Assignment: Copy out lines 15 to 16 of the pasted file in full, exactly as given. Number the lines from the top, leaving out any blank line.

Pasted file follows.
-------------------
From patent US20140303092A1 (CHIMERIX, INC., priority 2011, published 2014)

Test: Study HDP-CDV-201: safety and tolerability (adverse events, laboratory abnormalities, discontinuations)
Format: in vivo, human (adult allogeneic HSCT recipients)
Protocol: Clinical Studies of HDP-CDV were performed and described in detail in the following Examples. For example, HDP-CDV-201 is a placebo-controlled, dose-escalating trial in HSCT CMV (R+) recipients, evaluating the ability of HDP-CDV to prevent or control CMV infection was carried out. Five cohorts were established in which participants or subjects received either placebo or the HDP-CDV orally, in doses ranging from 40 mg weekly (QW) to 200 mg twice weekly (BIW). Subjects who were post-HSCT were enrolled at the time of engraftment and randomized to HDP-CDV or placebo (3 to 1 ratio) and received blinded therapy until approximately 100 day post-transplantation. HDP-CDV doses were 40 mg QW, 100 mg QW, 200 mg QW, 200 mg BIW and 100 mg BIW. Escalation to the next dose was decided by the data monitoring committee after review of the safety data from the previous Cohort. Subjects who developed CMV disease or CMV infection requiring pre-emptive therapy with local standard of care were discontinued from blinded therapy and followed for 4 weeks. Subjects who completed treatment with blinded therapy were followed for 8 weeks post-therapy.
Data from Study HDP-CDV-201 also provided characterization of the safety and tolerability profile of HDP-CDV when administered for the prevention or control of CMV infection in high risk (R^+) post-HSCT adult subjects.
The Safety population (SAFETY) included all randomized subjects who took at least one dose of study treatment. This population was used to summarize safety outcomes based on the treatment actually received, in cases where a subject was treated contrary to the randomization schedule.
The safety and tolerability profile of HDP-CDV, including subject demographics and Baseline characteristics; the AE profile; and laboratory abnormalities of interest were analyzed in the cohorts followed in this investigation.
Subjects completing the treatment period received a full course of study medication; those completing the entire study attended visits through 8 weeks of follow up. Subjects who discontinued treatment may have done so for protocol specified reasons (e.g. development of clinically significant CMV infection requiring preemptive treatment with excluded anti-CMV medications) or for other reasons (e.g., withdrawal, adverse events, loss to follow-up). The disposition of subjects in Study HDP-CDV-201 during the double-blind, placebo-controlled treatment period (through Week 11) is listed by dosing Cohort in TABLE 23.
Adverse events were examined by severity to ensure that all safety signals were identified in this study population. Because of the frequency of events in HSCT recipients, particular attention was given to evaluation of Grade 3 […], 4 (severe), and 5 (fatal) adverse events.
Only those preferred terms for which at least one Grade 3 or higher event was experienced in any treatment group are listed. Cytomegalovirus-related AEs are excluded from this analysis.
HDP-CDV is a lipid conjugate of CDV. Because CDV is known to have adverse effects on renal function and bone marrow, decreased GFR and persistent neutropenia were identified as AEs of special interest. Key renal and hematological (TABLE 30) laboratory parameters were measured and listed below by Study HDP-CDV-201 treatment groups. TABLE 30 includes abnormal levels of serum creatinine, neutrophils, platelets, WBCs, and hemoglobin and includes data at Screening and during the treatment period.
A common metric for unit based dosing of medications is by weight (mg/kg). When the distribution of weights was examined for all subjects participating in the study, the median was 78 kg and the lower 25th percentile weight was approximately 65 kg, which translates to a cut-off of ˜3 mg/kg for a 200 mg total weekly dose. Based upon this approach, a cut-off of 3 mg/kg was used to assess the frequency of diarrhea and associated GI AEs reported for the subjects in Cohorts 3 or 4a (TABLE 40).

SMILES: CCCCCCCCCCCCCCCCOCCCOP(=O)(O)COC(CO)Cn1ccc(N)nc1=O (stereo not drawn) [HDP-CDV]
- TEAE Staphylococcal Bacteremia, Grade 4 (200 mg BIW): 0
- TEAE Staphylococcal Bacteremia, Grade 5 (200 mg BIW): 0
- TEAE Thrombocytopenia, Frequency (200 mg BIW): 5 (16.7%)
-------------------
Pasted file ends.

- TEAE Staphylococcal Bacteremia, Grade 5 (200 mg BIW): 0
- TEAE Thrombocytopenia, Frequency (200 mg BIW): 5 (16.7%)